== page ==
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selfie snapper

In 2013 selfie was the Oxford word of the year. This indicates an ongoing and widespread cultural fascination with taking pictures of ourselves and sharing them with the public. Of course there is nothing inherently wrong with the practice. For centuries we have captured moments and shared them with others. It helps us to celebrate, remember, and even cherish times in our lives.

There are a couple of concerns that tend to arise in our snap-happy age. The first is the frequency. One study found that young women spend nearly an hour per day taking selfies. This would seem to be a bit of an unhealthy preoccupation with self. Another concern would be the creation of a pretend world. Selfies tend to create a reality for the one behind the camera. They are in charge and they control what others see. It creates a look, a feel, that presents us in our best light in a way that we approve of. This is simply not the real world. In the real world we are seen at our worst and often limp along together as we grow older and less photogenic.

My concern here is not primarily with selfie snapping teenagers however. Instead, I am concerned with the selfie culture in the pulpit. The Apostle Paul exhorts believers not to be conformed to the world (Rm. 12:2). If you had a word for the bottom, the irreducible core of what is wrong with the world it would be selfishness. Pride is the birth-mother of all sin. Therefore, if a world is awash in self then it is self that we need to be sure that we are not being conformed to. And, judging by how many preachers go about their sermons the warning to not be self-consumed should ring loudly in the preacher's ears.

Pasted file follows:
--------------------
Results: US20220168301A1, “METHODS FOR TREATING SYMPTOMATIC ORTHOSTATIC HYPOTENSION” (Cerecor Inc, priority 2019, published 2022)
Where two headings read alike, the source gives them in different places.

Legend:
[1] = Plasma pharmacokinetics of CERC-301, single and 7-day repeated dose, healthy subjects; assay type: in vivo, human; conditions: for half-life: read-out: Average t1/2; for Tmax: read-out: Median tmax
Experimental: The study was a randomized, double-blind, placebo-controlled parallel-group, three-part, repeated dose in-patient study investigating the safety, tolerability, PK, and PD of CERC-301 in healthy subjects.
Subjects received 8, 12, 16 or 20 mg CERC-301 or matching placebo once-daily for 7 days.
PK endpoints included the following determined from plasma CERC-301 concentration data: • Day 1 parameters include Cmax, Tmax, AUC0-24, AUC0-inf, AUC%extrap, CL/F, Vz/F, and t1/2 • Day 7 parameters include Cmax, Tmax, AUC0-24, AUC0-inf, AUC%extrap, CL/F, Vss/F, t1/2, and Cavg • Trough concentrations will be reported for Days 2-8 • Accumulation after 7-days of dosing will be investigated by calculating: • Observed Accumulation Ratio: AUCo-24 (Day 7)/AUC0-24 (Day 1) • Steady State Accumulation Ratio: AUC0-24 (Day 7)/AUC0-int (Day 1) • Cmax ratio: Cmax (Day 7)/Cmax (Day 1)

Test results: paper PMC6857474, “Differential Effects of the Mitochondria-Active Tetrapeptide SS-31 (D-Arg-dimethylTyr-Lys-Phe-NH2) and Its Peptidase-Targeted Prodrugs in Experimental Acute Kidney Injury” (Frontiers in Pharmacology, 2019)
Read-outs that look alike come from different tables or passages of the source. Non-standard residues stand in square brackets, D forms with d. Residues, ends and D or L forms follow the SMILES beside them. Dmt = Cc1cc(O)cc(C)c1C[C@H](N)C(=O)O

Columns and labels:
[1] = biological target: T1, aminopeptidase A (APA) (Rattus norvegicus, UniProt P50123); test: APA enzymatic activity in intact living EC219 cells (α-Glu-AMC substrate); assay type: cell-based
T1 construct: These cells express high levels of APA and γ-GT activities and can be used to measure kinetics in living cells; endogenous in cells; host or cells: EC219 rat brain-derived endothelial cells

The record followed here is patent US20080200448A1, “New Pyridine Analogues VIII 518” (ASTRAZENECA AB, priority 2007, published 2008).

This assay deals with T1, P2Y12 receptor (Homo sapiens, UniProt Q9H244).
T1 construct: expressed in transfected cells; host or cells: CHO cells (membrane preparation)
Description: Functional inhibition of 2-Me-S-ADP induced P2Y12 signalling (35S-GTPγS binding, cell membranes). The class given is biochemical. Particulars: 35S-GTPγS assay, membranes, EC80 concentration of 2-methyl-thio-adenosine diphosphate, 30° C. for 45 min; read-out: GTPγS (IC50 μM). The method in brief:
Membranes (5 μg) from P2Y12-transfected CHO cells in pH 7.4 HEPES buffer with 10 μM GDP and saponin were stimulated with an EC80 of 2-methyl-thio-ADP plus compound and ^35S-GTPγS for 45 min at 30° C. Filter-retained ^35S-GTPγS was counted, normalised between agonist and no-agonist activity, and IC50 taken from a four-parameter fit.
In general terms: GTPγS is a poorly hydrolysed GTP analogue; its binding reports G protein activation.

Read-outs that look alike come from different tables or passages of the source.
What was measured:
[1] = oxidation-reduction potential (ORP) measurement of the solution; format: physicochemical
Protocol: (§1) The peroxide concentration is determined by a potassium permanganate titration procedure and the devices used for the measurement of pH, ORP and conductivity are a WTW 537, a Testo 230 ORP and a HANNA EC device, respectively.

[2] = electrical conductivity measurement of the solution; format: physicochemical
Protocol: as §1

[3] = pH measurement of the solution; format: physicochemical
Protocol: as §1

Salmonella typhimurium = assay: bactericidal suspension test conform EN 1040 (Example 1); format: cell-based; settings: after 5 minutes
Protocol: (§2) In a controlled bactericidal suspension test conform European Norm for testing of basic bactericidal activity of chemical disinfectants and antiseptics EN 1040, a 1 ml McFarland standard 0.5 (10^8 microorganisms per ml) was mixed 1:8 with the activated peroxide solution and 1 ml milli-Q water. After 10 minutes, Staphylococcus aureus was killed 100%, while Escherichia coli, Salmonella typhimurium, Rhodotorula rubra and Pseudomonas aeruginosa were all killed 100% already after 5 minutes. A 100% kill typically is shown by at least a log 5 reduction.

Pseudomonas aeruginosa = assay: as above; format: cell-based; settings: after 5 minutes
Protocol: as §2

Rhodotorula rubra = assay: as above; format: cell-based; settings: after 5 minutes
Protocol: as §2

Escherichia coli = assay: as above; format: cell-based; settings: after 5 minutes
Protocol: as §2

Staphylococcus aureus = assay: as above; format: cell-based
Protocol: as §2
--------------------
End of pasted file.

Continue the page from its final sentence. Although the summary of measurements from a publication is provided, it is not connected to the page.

I want you to beware of the "selfie-preacher". Here are some of his “tells” that he is one of the club.

He always talks about himself.

The selfie preacher lives in the first person singular. His favorite words are "I" and "me". Some of the selfie preachers with the most followers have perfected this craft. They are phenomonal at their selfie sermons. They tell the stories in such a way that they tug at the heart, make you like them, and even "need" them. Like an Instagram account with thousands of followers these selfie preachers share the details of themselves that make you know and love them.

He hides his defects.

When he talks about himself the selfie preacher is always the hero of the story. Rarely--if ever--does the selfie preacher show himself to be a weak, desperate, depraved sinner who needs a strong, sufficient, righteous Savior. For the selfie-preacher, the pulpit is often a way for him to craft a story, and project his life in such a way that others begin to think that he has it all together.

He appeals to the flesh.

From his keen observance of or total baptism in the world the selfie preacher knows the power of the flesh. He gives alarming amounts of consideration to his "pastor fashion" each week. The selfie preacher is cool, funny, hip, and riding whatever cultural waves get him more cred with his audience. Some of the selfie preachers dip into the gutter of cultural backwater for illustrations and word pictures. Using sophomoric, crass, and even obscene language some selfie preachers will lace their sermons with fleshly terms to keep people engaged, interested, and entertained.